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What Is Canonical Pagination in SEO and Best Practices

Canonical pagination is an essential aspect of SEO. It distributes this massive website content into numbered pages. The high volume of website content has to be similar and interrelated. So, canonical pagination splits it into consecutive pages in the correct order.

Blendrit Elezaj

Co-Founder

What Is Canonical Pagination in SEO and Best Practices

Canonical pagination is an essential aspect of SEO. It distributes this massive website content into numbered pages. The high volume of website content has to be similar and interrelated. So, canonical pagination splits it into consecutive pages in the correct order.

 

The number of pages in canonical pagination appears at the bottom or the top of the page. This lets users move from one piece of content to another.

Canonical Pagination Purpose

But why do you need canonical pagination? What’s the purpose of using it?

 

Canonical pagination has many benefits, such as:

 

  • Improved user experience on your business website
  • Easier navigation for the customer through the webpage
  • Structured buyers’ journey throughout the webpage

How Does Canonical Pagination Impact SEO?

Factors that impact the visibility of your website in search engines are:

 

  •  the usability
  •  the indexing 

 

Canonical pagination contributes to these factors because it divides website content into pages. This leads to the growth of the number of visitors to your website and enhances their experience on it. So, this impacts the usability of your website.

 

Also, canonical pagination determines the indexing of the important content on your website. So, it is crucial to apply canonical pagination in the right form.

6 Best Practices of Canonical Pagination in SEO

Now, we will reveal the best practices of canonical pagination incorporated by many industry experts.

1.

Use crawlable anchor links

Canonical pagination is useless if Google cannot access the links on your website. So, how do you avoid that? Just make sure the anchor links are crawlable.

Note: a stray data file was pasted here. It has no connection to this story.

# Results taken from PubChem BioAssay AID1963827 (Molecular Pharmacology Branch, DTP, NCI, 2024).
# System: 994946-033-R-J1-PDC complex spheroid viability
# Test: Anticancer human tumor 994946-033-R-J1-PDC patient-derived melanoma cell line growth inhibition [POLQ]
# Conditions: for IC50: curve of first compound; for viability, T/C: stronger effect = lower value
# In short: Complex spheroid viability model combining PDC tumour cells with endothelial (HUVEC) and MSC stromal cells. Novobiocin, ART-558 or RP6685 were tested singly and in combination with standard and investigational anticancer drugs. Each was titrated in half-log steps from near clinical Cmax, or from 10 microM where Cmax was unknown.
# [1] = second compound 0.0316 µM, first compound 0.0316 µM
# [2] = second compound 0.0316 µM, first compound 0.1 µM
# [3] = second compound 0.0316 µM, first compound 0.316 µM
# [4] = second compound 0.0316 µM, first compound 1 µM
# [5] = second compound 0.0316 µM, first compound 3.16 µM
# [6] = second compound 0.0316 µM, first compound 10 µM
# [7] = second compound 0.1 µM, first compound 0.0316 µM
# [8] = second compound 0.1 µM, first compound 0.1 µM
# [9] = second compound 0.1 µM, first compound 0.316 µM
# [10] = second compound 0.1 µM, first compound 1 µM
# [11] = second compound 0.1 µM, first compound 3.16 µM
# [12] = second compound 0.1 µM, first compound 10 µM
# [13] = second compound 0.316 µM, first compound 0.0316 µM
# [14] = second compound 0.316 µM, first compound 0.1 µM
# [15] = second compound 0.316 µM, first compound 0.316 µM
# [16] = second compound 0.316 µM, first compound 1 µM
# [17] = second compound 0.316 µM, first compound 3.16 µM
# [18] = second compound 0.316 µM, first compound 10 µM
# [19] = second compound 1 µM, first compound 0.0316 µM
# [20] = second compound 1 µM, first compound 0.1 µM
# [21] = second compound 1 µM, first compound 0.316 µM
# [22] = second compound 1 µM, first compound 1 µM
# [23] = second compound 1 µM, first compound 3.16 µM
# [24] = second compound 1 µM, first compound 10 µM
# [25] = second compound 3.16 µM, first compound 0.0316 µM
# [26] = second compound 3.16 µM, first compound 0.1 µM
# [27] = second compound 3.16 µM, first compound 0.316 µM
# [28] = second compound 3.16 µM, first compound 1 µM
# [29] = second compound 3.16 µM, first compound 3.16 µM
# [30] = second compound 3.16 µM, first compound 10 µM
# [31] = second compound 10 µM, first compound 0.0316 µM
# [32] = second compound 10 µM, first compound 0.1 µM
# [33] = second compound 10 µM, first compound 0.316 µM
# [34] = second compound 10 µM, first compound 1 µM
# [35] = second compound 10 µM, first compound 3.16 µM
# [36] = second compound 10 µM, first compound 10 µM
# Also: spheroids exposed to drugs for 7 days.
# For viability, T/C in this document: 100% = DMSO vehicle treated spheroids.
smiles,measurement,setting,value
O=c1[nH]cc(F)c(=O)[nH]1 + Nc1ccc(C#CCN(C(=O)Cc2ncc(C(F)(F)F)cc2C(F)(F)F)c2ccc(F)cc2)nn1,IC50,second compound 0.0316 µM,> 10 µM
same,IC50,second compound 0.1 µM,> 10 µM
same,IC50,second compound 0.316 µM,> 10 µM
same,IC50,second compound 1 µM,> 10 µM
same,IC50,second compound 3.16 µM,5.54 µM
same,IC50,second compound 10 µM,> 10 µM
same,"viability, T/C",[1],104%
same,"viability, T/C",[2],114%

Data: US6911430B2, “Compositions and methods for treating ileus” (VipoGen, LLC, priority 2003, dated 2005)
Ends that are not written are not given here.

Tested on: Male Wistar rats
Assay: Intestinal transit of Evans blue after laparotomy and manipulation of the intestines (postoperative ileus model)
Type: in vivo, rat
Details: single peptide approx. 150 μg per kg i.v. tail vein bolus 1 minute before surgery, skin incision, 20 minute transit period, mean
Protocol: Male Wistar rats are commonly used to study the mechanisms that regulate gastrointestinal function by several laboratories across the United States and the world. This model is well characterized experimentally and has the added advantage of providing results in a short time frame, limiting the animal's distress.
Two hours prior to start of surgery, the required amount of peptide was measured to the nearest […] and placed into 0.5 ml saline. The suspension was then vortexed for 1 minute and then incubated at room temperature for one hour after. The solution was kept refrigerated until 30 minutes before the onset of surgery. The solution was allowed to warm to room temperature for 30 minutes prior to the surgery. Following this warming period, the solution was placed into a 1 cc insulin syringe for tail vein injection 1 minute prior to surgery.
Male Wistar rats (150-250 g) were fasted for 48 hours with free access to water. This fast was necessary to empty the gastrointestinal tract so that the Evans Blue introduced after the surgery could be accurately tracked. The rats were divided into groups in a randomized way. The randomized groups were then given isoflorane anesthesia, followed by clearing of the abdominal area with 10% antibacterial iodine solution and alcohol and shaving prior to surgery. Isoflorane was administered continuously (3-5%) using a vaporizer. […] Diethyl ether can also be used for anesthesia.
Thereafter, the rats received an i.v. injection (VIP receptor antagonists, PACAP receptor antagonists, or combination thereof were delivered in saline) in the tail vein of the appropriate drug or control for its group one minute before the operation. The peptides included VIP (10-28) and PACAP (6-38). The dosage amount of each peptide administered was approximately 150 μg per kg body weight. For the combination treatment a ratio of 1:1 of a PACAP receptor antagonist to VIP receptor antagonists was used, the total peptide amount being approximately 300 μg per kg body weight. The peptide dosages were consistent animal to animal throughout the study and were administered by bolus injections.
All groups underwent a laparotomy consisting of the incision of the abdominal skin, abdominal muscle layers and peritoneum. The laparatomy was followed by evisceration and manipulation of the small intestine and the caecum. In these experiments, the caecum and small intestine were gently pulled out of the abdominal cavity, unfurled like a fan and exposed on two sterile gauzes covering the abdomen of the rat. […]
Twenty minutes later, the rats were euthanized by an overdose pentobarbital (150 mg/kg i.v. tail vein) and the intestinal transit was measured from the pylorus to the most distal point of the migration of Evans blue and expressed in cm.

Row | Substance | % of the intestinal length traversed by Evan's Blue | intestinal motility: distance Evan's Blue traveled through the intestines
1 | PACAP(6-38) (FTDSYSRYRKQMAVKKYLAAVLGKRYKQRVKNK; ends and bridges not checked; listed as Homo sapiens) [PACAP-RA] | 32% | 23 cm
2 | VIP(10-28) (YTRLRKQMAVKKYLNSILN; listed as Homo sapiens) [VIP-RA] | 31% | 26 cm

You can achieve this by:

 

  • Adding anchor and closing tags
  • including href attributes
  • Adding a canonical URL pagination

 

These are the three factors that are canonical for pagination. To achieve canonical pagination, you should use HTML and avoid Javascript.

 

Also, you can use aspects of rel=” next” and rel=”prev”. You do this to convey the relationship between component URLs in a paginated series. This expression is still valid for search engines like Bing or Google.

 

For example, a crawlable link to a canonical paginated page would look like this:

 

 <a href=”https://mydomain.com/catalog/products?page=3’>

2.

Use self-referencing canonical URL for each page

You need to add a canonical URL to each page in the pagination. You do this in cases where you don’t use a View all index for all the paginated content. In this way, each page will refer to itself.

 

So, you add a self-referencing rel=” canonical” link to the rel=” next” / “prev”  link. 

 

This will look like this:

 

 /category?page=4 should rel=”canonical” to /category?page=4.

 

This is useful because pagination changes the page content. So, it is the main copy of that page.

 

If the URL has more parameters, you do not include them in the rel=” canonical” link. But include them only on the rel=” prev” / “next” links.

 

For example:

 

 <link rel=”next” href=”https://www.example.com/category?page=2&order=newest” />

 <link rel=”canonical” href=”https://www.example.com/category?page=2″ />

 

This action will create a logical relationship between the pages. The logical relationship will not allow duplicate content on your website.

3.

 Change the on-page elements of paginated pages

John Mueller of Google declared that: